1112 A Christmas Carol

Robert Zemeckis returns to Christmas animation with his take on another popular festive tale. Thankfully, unlike “The Polar Express”, with “A Christmas Carol” he doesn’t feel the need to add a whole bunch of stuff that isn’t in the book to pad it out. It doesn’t stop him taking a “written for the screen” credit however, which is a bit rich given you’ll be hard pushed to detect anything he’s written. Storyboarded? Maybe. Written? No.

The real puzzle here is that despite the advanced filmmaking technology at his disposal and no limits on the visuals, Zemeckis has absolutely nothing new to add to the well-worn tale. There is absolutely nothing new here, no insight or clever twist to the plot, the characters or the moral of the story. Conspicuously haunted by the ghosts of adaptations past, Zemeckis ends up delivering one of the straightest, most pedestrian versions of “A Christmas Carol” there has been.

A straight adaptation can be a fine thing, however, provided you have an appealing and accomplished performer playing Scrooge himself. Unfortunately, it would seem that in all the notes Zemeckis may have given Jim Carrey during the making of the film, the word ‘subtlety’ was not amongst them. Carrey plays scrooge as a curious hybrid of Prince Phillip, Duke of Edinburgh and Victor Meldrew. Gary Oldman and Colin Firth are wasted in the supporting roles and any skill and performance they bring to their respective roles is undermined by the motion capture techniques used to transpose them to the screen.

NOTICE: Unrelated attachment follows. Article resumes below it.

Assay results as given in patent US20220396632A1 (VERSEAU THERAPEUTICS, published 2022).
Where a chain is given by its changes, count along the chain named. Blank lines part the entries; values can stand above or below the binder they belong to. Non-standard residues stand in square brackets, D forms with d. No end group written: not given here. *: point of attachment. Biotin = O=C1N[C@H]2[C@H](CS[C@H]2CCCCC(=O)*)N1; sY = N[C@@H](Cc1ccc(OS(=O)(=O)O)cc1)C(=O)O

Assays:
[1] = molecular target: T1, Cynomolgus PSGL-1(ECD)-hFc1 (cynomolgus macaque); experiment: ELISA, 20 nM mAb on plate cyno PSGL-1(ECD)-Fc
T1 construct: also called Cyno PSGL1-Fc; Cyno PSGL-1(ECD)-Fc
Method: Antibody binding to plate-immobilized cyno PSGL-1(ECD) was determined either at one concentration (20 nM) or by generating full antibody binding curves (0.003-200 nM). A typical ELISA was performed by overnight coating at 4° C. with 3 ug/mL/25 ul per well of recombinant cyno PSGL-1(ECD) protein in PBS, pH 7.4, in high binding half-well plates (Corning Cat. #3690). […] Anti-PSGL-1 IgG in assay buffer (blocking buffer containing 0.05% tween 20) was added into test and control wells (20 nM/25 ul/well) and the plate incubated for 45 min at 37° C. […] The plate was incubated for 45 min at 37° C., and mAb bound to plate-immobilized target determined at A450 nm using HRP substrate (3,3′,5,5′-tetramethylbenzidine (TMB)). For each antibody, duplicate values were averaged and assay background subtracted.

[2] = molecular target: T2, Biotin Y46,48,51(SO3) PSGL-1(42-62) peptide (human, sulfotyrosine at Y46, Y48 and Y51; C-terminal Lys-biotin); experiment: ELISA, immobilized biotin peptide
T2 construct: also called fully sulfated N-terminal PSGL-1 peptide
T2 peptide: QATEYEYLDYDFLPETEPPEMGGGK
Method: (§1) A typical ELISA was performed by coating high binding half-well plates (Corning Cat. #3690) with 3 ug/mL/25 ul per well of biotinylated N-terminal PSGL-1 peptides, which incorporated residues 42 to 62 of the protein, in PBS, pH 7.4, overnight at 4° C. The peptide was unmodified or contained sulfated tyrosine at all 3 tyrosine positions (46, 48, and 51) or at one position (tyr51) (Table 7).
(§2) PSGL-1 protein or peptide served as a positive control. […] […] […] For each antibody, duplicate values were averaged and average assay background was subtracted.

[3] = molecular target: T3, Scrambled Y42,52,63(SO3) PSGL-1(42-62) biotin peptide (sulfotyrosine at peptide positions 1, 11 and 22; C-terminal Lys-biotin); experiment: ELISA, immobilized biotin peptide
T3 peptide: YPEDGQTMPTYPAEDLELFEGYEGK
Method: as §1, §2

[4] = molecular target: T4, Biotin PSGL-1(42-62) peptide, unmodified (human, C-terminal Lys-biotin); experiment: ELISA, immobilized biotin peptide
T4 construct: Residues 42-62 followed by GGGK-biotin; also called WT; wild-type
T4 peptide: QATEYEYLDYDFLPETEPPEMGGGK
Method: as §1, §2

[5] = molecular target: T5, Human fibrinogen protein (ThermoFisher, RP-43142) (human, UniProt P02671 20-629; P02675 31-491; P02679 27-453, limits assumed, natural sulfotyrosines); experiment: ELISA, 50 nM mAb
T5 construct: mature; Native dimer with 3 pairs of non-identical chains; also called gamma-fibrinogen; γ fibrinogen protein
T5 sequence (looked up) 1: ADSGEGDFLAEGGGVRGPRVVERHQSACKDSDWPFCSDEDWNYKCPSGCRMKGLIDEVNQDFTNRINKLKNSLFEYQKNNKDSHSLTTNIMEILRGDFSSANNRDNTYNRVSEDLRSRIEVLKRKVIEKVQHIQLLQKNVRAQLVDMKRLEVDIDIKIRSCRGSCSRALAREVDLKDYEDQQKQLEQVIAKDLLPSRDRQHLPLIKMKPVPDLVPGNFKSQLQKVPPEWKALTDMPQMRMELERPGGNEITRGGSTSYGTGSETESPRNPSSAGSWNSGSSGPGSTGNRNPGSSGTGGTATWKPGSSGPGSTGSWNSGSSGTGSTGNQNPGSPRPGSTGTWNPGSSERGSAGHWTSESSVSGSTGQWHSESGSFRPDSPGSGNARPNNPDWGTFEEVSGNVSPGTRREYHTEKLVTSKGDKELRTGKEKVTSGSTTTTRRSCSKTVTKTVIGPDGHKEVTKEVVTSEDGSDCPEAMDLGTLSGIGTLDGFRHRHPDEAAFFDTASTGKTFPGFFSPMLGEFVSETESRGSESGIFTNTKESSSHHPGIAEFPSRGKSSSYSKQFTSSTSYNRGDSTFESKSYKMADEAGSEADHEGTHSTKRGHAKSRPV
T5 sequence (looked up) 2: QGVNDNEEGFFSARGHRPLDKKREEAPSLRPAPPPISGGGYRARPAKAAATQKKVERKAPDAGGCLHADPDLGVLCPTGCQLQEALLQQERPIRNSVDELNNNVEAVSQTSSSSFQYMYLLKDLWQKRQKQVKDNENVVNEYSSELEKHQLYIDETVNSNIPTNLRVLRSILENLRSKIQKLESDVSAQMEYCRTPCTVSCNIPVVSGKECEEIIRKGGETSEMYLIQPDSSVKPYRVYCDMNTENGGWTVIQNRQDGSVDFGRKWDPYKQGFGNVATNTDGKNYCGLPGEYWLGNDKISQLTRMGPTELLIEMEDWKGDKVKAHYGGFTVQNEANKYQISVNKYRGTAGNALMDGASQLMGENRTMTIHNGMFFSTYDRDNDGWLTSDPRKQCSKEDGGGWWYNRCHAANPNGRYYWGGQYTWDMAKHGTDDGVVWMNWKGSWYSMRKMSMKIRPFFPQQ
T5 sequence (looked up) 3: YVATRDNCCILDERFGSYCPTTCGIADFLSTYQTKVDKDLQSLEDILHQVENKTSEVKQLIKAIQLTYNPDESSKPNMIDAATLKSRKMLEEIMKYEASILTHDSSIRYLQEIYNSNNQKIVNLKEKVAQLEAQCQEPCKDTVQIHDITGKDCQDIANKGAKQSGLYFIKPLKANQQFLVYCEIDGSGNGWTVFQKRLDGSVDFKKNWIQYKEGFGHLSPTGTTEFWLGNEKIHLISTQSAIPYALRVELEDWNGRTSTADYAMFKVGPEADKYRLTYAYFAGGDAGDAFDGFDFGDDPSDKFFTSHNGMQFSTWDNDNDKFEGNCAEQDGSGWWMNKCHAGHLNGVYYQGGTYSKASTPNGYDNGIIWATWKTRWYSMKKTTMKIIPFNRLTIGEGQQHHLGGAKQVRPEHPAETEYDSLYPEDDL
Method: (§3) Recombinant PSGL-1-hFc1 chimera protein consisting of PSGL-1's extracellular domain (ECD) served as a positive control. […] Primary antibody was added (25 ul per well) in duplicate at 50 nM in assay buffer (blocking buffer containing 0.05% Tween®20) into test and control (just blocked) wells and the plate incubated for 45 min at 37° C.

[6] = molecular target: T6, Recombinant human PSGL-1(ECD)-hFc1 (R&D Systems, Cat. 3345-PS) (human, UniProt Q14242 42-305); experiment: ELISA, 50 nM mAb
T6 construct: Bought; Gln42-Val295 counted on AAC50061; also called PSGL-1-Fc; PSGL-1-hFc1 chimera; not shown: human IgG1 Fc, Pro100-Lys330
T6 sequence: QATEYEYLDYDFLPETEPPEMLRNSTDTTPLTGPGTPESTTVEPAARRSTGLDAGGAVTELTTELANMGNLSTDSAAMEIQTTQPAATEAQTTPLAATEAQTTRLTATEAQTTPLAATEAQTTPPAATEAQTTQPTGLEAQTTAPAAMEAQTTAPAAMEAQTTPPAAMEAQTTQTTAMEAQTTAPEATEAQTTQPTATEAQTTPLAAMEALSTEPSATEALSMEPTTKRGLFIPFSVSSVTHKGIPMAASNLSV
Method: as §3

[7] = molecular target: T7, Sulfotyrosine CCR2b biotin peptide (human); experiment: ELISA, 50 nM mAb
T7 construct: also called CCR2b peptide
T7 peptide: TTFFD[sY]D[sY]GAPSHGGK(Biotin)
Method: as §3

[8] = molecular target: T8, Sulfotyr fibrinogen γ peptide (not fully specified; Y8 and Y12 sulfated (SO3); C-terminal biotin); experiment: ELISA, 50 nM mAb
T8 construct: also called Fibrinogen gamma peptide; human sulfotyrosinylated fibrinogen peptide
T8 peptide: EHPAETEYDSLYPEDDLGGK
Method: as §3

Taking his already flawed animation approach from “The Polar Express”, Zemeckis’ improvements this time around are to add wrinkles, warts and rosy cheeks but try as he might, he still can’t escape the uncanny valley. When performance capture technology has given us Golem in the “Lord Of The Rings” trilogy or the characters in “Avatar”, there’s no excuse for the terrible quality of the visuals on offer here. Every character lacks authenticity or even a shred of humanity and mired as they are in a deeply clichéd cock-er-nee pastiche of Victorian London, the whole thing ends up looking more like an expensive but lifeless CGI version of Spitting Image. Aside from the horrible character design and chocolate box version of London, many of the characters have accents which are so widely travelled that they would make even Dick Van Dyke pause for thought.

There are at least half a dozen straight adaptations of Dickens’ classic tale which capture everything here and do it better. A waste of time, effort and creativity, this is a Christmas Carol which is badly out of tune.



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  1. ReasonableCritic December 15, 2013

    You left out the hyperfrenetic action sequences, and the part where Scrooge shrinks down to the size of two inches. But, for what it’s worth, here is the way I see Zemekis and motion capture technology… there is nothing wrong with a director going off and following some insane, ambitious muse, as long as he doesn’t get so lost along the way that he never returns. Zemekis HAS returned; he spent some time in his own private uncanny valley, but now he’s back in the real world, and for his comeback he chose a terrific drama with a consummate actor in the lead. Obviously I don’t want EVERY film to be a weird experiment, but, taken once in a while, a film like Polar Express can be fascinating. If an artist is genuinely talented, we should indulge him every now and again as he gets his crazy obsessions out of his system.

    • quaiacom December 15, 2013

      I still like Zemeckis as a director and was very glad to see him leave animation behind. After Beowulf, The Polar Express and A Christmas Carol, hopefully it’s out of his system now!

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